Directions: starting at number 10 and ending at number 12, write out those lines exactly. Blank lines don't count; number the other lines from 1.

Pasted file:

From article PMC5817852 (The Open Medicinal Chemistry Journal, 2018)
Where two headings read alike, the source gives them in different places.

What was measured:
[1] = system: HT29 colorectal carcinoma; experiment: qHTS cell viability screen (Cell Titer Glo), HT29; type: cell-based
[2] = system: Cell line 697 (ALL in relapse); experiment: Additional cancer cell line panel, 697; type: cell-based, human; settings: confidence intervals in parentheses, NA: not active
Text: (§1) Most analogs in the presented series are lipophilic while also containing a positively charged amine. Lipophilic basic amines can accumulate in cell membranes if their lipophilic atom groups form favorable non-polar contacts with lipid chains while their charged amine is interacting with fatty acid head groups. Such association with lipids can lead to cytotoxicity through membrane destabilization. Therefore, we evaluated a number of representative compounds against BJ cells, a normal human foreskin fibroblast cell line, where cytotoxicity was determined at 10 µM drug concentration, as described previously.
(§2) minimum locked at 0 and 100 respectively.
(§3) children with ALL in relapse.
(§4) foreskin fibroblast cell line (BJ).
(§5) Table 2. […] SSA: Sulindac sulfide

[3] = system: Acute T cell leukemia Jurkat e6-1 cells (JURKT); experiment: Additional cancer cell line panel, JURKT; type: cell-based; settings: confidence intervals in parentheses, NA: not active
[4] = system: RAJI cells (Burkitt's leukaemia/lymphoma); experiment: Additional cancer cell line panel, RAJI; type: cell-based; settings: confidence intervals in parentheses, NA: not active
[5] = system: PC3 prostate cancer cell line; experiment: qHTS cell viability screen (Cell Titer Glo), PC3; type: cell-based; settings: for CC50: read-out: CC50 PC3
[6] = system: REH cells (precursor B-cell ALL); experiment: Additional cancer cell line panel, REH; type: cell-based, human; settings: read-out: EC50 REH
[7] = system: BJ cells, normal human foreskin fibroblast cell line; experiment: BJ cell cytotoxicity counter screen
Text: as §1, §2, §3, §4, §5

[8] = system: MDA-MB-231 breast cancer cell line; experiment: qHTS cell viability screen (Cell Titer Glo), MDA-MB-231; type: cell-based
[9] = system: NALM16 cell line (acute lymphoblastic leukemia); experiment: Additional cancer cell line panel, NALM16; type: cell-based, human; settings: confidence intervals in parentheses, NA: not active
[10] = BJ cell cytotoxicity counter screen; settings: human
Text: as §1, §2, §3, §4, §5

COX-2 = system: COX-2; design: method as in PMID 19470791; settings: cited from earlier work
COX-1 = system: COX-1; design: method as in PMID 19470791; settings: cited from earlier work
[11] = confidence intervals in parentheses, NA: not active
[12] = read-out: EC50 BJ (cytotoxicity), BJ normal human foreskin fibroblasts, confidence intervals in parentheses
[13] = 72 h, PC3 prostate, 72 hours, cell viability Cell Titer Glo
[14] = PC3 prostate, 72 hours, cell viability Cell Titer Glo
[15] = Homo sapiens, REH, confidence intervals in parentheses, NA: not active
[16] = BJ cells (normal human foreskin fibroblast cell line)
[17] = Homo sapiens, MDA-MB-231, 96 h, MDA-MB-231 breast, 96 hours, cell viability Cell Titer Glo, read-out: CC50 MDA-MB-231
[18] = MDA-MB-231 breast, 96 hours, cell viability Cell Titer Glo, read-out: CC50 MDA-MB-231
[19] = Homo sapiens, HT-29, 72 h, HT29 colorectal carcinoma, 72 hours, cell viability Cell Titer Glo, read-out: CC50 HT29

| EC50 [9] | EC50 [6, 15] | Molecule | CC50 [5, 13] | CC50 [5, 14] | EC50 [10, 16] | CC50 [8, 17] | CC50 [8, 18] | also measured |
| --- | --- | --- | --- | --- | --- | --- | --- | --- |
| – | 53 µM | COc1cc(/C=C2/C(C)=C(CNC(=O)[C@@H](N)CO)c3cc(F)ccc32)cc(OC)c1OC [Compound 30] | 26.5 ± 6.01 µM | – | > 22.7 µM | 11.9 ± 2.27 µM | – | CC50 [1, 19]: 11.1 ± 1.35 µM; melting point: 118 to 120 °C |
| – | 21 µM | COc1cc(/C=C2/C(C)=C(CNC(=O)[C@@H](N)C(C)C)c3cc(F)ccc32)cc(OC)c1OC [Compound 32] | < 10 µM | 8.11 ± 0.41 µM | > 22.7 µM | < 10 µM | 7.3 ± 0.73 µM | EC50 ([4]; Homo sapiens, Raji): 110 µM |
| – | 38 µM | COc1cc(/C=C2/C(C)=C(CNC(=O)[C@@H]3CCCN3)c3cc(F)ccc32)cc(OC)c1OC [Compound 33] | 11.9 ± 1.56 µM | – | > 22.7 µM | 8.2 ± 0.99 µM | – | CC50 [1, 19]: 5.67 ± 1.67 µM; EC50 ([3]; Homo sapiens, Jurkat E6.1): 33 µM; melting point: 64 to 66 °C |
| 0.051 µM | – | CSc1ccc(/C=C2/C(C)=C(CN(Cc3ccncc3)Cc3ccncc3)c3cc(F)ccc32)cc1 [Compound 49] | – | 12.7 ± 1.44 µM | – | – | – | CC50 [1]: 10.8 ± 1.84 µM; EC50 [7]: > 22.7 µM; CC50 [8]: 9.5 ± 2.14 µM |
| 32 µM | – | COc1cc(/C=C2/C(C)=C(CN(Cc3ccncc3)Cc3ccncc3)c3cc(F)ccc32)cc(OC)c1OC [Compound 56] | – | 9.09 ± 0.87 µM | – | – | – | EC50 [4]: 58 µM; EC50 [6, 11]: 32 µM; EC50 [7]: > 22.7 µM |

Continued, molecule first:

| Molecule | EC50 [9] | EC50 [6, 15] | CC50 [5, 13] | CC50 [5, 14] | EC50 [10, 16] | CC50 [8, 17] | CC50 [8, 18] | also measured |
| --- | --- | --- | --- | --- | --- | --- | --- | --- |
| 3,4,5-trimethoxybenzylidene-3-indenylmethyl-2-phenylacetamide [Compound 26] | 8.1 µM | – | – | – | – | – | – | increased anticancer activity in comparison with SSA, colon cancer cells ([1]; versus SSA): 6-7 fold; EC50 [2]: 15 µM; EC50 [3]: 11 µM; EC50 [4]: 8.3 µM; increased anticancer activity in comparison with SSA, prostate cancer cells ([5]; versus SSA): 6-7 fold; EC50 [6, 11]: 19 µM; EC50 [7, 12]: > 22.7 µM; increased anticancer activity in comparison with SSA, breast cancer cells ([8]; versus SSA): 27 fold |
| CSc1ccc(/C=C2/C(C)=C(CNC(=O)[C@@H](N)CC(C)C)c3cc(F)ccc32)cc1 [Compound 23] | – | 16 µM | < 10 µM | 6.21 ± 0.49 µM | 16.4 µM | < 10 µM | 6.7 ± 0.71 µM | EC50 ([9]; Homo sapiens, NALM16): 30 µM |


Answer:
(§5) Table 2. […] SSA: Sulindac sulfide

[3] = system: Acute T cell leukemia Jurkat e6-1 cells (JURKT); experiment: Additional cancer cell line panel, JURKT; type: cell-based; settings: confidence intervals in parentheses, NA: not active
[4] = system: RAJI cells (Burkitt's leukaemia/lymphoma); experiment: Additional cancer cell line panel, RAJI; type: cell-based; settings: confidence intervals in parentheses, NA: not active